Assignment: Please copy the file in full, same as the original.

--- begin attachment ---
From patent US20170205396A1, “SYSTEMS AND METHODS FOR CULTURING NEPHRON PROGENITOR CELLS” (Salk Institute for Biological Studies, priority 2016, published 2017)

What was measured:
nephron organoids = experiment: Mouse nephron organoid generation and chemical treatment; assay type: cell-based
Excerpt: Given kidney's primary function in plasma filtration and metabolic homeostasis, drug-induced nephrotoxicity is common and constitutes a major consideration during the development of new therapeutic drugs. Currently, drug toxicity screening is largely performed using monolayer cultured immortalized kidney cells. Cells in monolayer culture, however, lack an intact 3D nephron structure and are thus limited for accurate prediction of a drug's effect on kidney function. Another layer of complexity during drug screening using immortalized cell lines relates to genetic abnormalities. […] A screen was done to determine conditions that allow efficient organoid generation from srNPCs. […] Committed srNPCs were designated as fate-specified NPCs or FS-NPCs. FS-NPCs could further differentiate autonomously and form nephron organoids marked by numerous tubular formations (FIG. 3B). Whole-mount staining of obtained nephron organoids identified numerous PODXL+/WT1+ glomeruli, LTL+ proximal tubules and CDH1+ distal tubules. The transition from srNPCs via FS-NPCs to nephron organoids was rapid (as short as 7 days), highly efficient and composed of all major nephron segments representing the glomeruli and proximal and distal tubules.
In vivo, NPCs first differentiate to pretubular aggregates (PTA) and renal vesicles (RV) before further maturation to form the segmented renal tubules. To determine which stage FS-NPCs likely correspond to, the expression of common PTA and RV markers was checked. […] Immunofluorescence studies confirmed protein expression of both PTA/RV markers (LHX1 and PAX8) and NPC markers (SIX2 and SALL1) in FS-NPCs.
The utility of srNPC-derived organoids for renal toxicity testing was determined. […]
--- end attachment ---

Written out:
From patent US20170205396A1, “SYSTEMS AND METHODS FOR CULTURING NEPHRON PROGENITOR CELLS” (Salk Institute for Biological Studies, priority 2016, published 2017)

What was measured:
nephron organoids = experiment: Mouse nephron organoid generation and chemical treatment; assay type: cell-based
Excerpt: Given kidney's primary function in plasma filtration and metabolic homeostasis, drug-induced nephrotoxicity is common and constitutes a major consideration during the development of new therapeutic drugs. Currently, drug toxicity screening is largely performed using monolayer cultured immortalized kidney cells. Cells in monolayer culture, however, lack an intact 3D nephron structure and are thus limited for accurate prediction of a drug's effect on kidney function. Another layer of complexity during drug screening using immortalized cell lines relates to genetic abnormalities. […] A screen was done to determine conditions that allow efficient organoid generation from srNPCs. […] Committed srNPCs were designated as fate-specified NPCs or FS-NPCs. FS-NPCs could further differentiate autonomously and form nephron organoids marked by numerous tubular formations (FIG. 3B). Whole-mount staining of obtained nephron organoids identified numerous PODXL+/WT1+ glomeruli, LTL+ proximal tubules and CDH1+ distal tubules. The transition from srNPCs via FS-NPCs to nephron organoids was rapid (as short as 7 days), highly efficient and composed of all major nephron segments representing the glomeruli and proximal and distal tubules.
In vivo, NPCs first differentiate to pretubular aggregates (PTA) and renal vesicles (RV) before further maturation to form the segmented renal tubules. To determine which stage FS-NPCs likely correspond to, the expression of common PTA and RV markers was checked. […] Immunofluorescence studies confirmed protein expression of both PTA/RV markers (LHX1 and PAX8) and NPC markers (SIX2 and SALL1) in FS-NPCs.
The utility of srNPC-derived organoids for renal toxicity testing was determined. […]